Paint Transfer Scratches

Paint transfer happens when your car comes into contact with another car or a stationary object. During the impact, some paint or surface coating can cross over, embedding itself into the clear coat.

Most of the time, it looks worse than it actually is. If the impact was head on and the surfaces didn’t glance off of each other, it’s likely you can take the transferred paint off with a simple rag and some elbow grease.

If there was any scraping involved, you’ll likely need varying degrees of polishing to restore the shine and reflectivity of the clear coat.

Light Plastic Scratches

Interiors, especially on the cheaper end of the spectrum, feature predominantly plastic parts. This is usually soft plastic, which scratches just as easily as your paint and is subjected to a lot more wear and tear.

Mild abrasives and light pressure buffing will usually take the scratches out. You can use a variety of products, from specialized plastic scratch removers to regular polishing compounds and even ordinary toothpaste - yeah, it sort of works...some of the time.

There are even techniques for removing scratches from plastic panels by blasting them with a heat gun. However, you should acknowledge the risks of using excessive heat on plastics.

Swirl Marks

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The paint may look perfectly fine, but put under intense light, a web of swirl marks appears and ruins your whole day. Of course, you can’t feel them to the touch, as they’re very delicate, and they don't really hurt your paint in any way.

Still, they’re there and they’re driving you insane. It’s heartbreaking, but the vast majority of swirl marks are actually caused by bad cleaning and drying techniques.

For example, if you wash your car with a microfiber mitt and only use one bucket, all the dirt and grime you take off the body cycles through and goes right back on the car. Hard particles, which haven’t fully dissolved, can get stuck to the mitt and act as sandpaper, scratching the paint.

Alternatively, if you dry your car with the same towel over and over again without washing it, it will eventually pick up enough dirt to start putting fine scratches onto your squeaky clean paint.

Going in a circular motion, as most people do, further exacerbates the effect, producing spider web-shaped scratches.

You can take swirl marks off with the appropriate light polishing operation. However, unless you adopt proper cleaning and maintenance techniques, swirl marks will eventually develop again.

Hazing, Micro-Marring, Holograms

Hazing and micro-marring are clear coat defects that result entirely from improper polishing operations.

If you use a machine polisher with the wrong settings, pad, or polishing compound, it can introduce a new layer of fine scratches. These are sometimes invisible to the untrained eye, but under special lighting, reveal fine hazing or blurring of reflections.

These can take different shapes - hazing, marring of the top-most layer of the surface, wavy lines - almost appearing as three-dimensional objects.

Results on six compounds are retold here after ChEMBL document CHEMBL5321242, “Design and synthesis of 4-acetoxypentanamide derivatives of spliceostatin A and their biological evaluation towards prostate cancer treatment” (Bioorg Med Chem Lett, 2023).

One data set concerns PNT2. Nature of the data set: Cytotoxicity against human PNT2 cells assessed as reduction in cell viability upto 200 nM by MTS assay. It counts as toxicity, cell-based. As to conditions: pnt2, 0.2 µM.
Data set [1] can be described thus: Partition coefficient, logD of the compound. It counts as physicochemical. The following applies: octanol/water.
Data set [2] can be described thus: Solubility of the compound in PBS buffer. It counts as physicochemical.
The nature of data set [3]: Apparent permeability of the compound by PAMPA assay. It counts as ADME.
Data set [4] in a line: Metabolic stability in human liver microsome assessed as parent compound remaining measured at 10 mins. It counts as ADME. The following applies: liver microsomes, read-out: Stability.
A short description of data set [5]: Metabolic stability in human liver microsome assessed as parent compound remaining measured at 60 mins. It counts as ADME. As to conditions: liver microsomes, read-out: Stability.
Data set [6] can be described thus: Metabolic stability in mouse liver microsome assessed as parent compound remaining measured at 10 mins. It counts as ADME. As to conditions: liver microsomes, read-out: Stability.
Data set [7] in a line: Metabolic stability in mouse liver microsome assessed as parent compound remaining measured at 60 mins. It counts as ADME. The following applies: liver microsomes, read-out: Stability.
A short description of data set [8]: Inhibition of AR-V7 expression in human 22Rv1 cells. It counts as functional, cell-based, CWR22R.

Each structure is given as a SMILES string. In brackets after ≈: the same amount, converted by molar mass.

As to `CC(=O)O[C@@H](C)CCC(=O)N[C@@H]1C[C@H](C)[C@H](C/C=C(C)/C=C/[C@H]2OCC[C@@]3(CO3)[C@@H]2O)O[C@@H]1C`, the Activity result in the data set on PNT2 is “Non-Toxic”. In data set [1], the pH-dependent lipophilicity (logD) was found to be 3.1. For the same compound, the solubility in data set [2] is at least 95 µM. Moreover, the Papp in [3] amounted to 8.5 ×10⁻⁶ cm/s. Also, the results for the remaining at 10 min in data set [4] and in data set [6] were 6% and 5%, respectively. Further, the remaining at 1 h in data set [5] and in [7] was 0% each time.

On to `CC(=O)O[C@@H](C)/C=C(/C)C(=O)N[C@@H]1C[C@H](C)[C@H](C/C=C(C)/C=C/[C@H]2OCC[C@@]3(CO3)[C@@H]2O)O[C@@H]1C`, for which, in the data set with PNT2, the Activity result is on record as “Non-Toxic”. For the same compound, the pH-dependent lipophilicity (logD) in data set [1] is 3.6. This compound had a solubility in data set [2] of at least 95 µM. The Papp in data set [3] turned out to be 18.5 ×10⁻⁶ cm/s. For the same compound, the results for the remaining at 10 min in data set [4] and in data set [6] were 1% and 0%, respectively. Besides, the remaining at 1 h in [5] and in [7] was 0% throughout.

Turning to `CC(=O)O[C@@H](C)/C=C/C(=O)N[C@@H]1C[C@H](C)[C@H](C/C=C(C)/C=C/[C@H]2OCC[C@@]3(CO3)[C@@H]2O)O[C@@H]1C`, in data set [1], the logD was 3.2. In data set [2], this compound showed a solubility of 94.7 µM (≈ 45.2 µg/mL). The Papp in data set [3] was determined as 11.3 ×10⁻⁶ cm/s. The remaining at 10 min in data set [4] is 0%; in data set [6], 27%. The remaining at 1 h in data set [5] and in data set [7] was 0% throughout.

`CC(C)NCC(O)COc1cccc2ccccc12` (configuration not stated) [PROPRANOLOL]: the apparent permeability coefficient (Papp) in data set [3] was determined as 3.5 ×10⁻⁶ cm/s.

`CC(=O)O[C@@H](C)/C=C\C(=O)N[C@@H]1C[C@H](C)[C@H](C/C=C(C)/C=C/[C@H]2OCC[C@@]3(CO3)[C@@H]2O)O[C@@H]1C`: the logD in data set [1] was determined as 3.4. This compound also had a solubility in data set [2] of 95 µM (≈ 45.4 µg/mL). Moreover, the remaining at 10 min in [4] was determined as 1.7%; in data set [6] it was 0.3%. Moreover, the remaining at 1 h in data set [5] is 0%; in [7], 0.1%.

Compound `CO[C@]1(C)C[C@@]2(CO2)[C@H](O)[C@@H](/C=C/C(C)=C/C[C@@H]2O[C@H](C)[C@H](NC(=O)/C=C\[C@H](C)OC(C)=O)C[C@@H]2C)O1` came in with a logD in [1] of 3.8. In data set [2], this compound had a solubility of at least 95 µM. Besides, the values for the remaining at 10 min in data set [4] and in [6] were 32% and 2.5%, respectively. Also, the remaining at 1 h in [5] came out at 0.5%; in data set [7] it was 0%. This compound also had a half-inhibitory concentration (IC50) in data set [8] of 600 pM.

All of these can be remedied through proper polishing and buffing of the clear coat. These separate the okay from the great detailing job.

Deep Scratches

Deep scratches penetrate the clear coat completely and reach into the lower layers of your paint.

At this point, you’ll be reaching for your wallet.

Deep scratches require removal of the clear coat of the entire panel, or at least a large area. Every affected paint layer must be repaired before the clear coat is applied again.

Trying your hand at a DIY repair could get you a long way. There are various touch-up products available on the market, which make it easy to eliminate the majority of scratches. However, be prepared to accept some level of imperfection.

In order to repair deep scratches to a level where it’s impossible to distinguish them, the car needs to go into a proper body shop, with professional painting equipment and experienced professionals who know exactly what they’re doing.

Deep Scratch Level 1: Base Coat Scratches

These scratches have penetrated through the clear coat and exposed the color coat underneath. If left untreated, the scratch can become an entry point for contamination. The underlying color coat and primer can erode over time, as the clear coat is the only one designed for enduring the elements.

The color coat can be repaired, although this requires extensive preparation. It must be first removed from the surrounding area, or best of all, the entire panel. Next, a factory-color touch-up paint is used, along with fine polishers to rejuvenate the color coat. Finally, the clear coat is applied, cured, fine-sanded, and polished to blend in with the rest of the panel.

Deep Scratch Level 2: Primer Scratches

These scratches have penetrated through the clear coat and exposed the color coat underneath. If left untreated, the scratch can become an entry point for contamination. The underlying color coat and primer can erode over time, as the clear coat is the only one designed for enduring the elements.

The color coat can be repaired, although this requires extensive preparation. It must be first removed from the surrounding area, or best of all, the entire panel. Next, a factory-color touch-up paint is used, along with fine polishers to rejuvenate the color coat. Finally, the clear coat is applied, cured, fine-sanded, and polished to blend in with the rest of the panel.

Deep Scratch Level 3: Metal Scratches

Some scratches are deep enough to affect the actual metal panel. At this point, you may need to use body filler to level out the scratch with the rest of the surface, then build your paint layers up, starting from the primer.

Deep scratches get progressively harder and harder to repair. Quick touch-up kits are available on the market, but these usually can’t fix deep scratches 100%. They mask and conceal the scratch from a distance, but upon close inspection, it can easily be identified.